Our ferry docked in Egypt at around 5:30 in the morning, leaving us to scramble, sleepy-eyed off the ship and in search of a bus that would take us to Dahab and later Saint Catharine. Our bus pulled away as the sun was rising and we watched as the swiftly passing jagged mountains seemingly rose straight out of the ground, making for a harsh landscape that has understandingly pushed much of the population centers to the coast.
We caught a minibus packed with British tourists from the lazy beach city of Dahab and headed out to Saint Catherine, disembarking at the monastery. Built at the base of Mount Sinai, the complex still houses a number of orthodox monks and therefore is only open until 12pm. During these constricted hours, it becomes apparent that the massive stonewalls, narrow halls and tiny single entrance that protected the monks from early invaders, were not made to accommodate the throngs of tourists that come each morning. The seething mass of people pressing to see the church inside are packed so tightly that your decision of how you would like to explore the area is subsumed by the greater tide (bringing back unfortunate memories of the Cairo subway!).
Unfortunately any spiritual experience that I might have enjoyed from walking through the ancient church and seeing a descendent of the Burning Bush was lost in the pushing, pressing and continual camera flashes.
We left the monastery and got a lift back to our hotel for a quick lunch before heading up to hike Mount Sinai. It turns out that the owner of the hotel was the Sheikh of the main tribe in the area who seemed to have a near monopoly on the tourism business in Saint Catherine, providing the majority of the hotels, transportation and obligatory guides for all the hikes.
The guide who was provided for our trip up Mount Sinai was a thin, wiry man named Eid (whose name means holiday interestingly enough, as we came on our Eid break :)) who looked as though he could have been anywhere between thirty and fifty-five or so. We were joined on the hike by a couple from the Netherlands, one of whom was a Green Peace activist who worked on the oceans and the other was a fresh water ecologist. I guess they came to the desert for a change of scenery and humidity!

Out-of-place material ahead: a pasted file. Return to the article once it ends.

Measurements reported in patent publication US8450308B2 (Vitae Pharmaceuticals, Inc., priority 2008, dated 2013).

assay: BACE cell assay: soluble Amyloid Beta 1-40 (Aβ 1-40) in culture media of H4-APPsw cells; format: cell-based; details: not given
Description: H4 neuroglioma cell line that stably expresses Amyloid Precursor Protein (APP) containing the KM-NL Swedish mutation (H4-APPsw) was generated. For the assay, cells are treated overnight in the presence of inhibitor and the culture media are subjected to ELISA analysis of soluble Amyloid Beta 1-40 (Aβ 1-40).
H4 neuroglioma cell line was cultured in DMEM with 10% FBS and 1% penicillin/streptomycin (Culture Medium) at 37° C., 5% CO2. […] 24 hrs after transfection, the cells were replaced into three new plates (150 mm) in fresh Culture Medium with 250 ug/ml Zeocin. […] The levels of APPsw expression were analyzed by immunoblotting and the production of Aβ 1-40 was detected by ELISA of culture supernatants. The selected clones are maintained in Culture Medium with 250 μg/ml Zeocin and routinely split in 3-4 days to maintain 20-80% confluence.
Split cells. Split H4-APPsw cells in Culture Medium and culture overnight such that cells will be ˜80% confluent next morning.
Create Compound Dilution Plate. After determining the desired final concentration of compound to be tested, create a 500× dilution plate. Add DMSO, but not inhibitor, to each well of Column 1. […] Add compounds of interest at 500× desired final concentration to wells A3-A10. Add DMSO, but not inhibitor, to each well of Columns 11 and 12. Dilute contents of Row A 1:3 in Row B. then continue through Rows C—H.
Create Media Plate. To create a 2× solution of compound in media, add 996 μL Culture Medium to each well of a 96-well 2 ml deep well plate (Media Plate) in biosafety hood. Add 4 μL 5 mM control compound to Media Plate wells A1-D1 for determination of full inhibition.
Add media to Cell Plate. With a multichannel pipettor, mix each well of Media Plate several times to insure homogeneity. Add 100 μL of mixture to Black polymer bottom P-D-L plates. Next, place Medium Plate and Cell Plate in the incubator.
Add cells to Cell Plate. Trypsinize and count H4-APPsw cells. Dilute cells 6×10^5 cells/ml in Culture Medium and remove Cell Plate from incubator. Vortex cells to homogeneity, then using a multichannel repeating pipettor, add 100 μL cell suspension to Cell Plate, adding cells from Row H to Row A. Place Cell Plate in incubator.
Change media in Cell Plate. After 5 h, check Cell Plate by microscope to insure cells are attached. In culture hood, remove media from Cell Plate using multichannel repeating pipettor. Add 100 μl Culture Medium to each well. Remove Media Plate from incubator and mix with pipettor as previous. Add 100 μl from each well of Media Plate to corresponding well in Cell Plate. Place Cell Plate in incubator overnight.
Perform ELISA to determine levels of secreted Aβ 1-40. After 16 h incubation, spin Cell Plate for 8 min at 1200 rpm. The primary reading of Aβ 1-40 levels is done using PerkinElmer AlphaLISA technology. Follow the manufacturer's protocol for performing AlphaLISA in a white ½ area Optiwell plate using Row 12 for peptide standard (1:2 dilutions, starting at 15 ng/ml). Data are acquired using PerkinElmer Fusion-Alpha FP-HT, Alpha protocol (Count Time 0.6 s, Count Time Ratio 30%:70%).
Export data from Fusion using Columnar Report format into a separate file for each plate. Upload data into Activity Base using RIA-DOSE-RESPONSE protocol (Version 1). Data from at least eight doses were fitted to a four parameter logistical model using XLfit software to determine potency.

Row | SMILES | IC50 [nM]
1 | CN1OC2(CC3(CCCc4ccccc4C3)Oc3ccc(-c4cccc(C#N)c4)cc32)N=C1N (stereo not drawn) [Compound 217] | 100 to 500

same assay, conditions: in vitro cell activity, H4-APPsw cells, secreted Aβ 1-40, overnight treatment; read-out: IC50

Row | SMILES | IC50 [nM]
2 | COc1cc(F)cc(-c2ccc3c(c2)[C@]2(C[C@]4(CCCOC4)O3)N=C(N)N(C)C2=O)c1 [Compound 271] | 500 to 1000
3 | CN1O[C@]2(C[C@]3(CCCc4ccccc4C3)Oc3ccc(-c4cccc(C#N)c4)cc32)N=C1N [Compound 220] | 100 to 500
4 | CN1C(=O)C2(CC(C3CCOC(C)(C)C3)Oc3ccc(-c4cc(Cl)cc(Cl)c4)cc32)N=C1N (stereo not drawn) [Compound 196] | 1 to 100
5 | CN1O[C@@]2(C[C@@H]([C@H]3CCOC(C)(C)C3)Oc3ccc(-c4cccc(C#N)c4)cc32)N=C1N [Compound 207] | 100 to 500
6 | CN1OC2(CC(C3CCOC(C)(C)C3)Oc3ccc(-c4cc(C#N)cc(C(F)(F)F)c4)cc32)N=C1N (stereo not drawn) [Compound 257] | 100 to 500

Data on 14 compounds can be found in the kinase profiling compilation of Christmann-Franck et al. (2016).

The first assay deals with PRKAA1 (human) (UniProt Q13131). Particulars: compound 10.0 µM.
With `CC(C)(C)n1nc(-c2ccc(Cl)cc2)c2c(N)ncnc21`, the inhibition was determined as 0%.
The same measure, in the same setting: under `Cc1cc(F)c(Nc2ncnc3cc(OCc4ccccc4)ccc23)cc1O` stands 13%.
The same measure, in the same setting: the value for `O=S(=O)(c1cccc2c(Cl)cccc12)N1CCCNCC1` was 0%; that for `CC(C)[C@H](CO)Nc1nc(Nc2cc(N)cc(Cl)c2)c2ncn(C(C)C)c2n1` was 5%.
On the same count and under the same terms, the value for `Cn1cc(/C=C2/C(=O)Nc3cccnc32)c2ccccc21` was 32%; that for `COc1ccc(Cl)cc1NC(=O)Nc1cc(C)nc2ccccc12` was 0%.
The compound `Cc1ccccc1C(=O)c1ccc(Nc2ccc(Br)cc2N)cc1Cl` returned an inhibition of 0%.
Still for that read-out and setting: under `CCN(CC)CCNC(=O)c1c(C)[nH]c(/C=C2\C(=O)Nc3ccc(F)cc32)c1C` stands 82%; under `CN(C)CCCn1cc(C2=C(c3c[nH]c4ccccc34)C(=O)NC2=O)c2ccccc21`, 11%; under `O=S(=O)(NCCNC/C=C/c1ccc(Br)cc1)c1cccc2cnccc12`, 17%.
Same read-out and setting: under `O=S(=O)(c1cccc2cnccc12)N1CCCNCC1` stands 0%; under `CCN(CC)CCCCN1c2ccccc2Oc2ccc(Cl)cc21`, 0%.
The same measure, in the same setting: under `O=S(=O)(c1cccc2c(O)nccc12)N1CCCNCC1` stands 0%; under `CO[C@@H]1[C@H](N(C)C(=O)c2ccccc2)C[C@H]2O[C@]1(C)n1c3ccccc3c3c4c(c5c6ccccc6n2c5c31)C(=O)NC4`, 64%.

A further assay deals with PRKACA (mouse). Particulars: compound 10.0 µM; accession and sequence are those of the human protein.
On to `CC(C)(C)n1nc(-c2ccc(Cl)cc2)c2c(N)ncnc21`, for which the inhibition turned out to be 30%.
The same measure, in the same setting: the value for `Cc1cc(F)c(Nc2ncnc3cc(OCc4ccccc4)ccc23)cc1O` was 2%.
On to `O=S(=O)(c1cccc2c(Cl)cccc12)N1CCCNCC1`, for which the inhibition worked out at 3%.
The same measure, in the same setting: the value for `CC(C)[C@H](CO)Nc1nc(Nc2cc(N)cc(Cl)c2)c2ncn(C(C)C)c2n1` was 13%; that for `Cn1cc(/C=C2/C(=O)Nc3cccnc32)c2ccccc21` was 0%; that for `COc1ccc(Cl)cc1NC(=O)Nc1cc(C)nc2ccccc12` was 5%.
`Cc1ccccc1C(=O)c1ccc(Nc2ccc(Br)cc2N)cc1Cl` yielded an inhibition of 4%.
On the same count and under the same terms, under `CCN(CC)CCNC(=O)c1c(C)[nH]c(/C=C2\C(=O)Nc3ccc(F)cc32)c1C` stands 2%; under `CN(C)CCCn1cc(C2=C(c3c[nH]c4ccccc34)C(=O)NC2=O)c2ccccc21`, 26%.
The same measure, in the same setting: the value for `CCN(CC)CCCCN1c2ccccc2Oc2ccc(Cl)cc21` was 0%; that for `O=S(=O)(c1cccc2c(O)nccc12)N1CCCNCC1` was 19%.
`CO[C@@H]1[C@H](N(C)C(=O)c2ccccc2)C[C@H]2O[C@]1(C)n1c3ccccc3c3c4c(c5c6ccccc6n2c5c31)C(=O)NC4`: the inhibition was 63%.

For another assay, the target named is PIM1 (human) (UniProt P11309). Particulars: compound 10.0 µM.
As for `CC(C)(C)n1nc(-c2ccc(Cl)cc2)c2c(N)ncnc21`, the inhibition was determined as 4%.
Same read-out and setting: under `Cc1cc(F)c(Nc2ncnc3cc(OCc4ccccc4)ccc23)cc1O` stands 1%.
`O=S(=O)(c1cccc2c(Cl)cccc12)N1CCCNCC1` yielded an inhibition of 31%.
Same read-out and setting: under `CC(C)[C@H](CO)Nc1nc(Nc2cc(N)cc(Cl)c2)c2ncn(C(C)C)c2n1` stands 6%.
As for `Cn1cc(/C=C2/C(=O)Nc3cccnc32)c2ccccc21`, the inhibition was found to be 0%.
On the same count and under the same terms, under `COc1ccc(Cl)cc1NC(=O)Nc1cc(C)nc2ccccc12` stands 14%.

Eid set a brisk pace, making sure we would be at the top of the mountain for the sunset. Despite his chain smoking, he continually out paced us and kept making odd comments about how men were stronger than women, apparently missing the fact that the four of us alike were panting at our short breaks!
We took the long route up the mountain, circling through a rock-strewn valley with large cliffs on either side and dotted with small springs that our guide told us could be traced back to biblical times. As the shadows grew longer, our trail grew dramatically steeper and we rounded the bend to find the first rest house. After a two-hour hike, I was surprised the see that its small store had bottles of water, multiple types of soda and an impressive variety of candy bars. We did not ask the prices but I imagine that the shipping and handling fee alone was enough to clean out my wallet!